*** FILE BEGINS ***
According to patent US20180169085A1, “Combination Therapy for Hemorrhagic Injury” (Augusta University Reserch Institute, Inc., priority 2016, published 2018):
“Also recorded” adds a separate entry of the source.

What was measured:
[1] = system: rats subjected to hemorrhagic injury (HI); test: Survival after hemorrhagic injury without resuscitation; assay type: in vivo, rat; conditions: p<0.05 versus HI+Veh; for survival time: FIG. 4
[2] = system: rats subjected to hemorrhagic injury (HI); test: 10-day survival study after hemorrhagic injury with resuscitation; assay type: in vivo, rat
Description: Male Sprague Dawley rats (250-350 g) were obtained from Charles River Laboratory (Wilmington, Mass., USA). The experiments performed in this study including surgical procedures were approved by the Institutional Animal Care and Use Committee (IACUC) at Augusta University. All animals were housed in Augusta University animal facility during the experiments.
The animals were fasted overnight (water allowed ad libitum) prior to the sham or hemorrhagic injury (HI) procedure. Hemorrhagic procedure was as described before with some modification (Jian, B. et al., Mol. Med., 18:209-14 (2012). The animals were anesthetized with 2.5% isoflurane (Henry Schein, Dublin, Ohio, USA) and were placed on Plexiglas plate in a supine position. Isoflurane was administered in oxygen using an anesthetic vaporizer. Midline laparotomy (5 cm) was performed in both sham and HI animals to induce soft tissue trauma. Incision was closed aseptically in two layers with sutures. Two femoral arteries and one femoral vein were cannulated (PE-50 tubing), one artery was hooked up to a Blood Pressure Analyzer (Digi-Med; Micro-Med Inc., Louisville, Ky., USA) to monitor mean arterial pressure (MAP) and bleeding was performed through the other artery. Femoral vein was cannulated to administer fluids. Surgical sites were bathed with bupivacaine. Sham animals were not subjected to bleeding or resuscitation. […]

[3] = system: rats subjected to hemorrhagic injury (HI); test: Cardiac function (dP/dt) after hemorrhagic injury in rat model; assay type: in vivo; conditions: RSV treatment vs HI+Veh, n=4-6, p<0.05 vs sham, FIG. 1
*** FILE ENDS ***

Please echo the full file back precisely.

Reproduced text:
According to patent US20180169085A1, “Combination Therapy for Hemorrhagic Injury” (Augusta University Reserch Institute, Inc., priority 2016, published 2018):
“Also recorded” adds a separate entry of the source.

What was measured:
[1] = system: rats subjected to hemorrhagic injury (HI); test: Survival after hemorrhagic injury without resuscitation; assay type: in vivo, rat; conditions: p<0.05 versus HI+Veh; for survival time: FIG. 4
[2] = system: rats subjected to hemorrhagic injury (HI); test: 10-day survival study after hemorrhagic injury with resuscitation; assay type: in vivo, rat
Description: Male Sprague Dawley rats (250-350 g) were obtained from Charles River Laboratory (Wilmington, Mass., USA). The experiments performed in this study including surgical procedures were approved by the Institutional Animal Care and Use Committee (IACUC) at Augusta University. All animals were housed in Augusta University animal facility during the experiments.
The animals were fasted overnight (water allowed ad libitum) prior to the sham or hemorrhagic injury (HI) procedure. Hemorrhagic procedure was as described before with some modification (Jian, B. et al., Mol. Med., 18:209-14 (2012). The animals were anesthetized with 2.5% isoflurane (Henry Schein, Dublin, Ohio, USA) and were placed on Plexiglas plate in a supine position. Isoflurane was administered in oxygen using an anesthetic vaporizer. Midline laparotomy (5 cm) was performed in both sham and HI animals to induce soft tissue trauma. Incision was closed aseptically in two layers with sutures. Two femoral arteries and one femoral vein were cannulated (PE-50 tubing), one artery was hooked up to a Blood Pressure Analyzer (Digi-Med; Micro-Med Inc., Louisville, Ky., USA) to monitor mean arterial pressure (MAP) and bleeding was performed through the other artery. Femoral vein was cannulated to administer fluids. Surgical sites were bathed with bupivacaine. Sham animals were not subjected to bleeding or resuscitation. […]

[3] = system: rats subjected to hemorrhagic injury (HI); test: Cardiac function (dP/dt) after hemorrhagic injury in rat model; assay type: in vivo; conditions: RSV treatment vs HI+Veh, n=4-6, p<0.05 vs sham, FIG. 1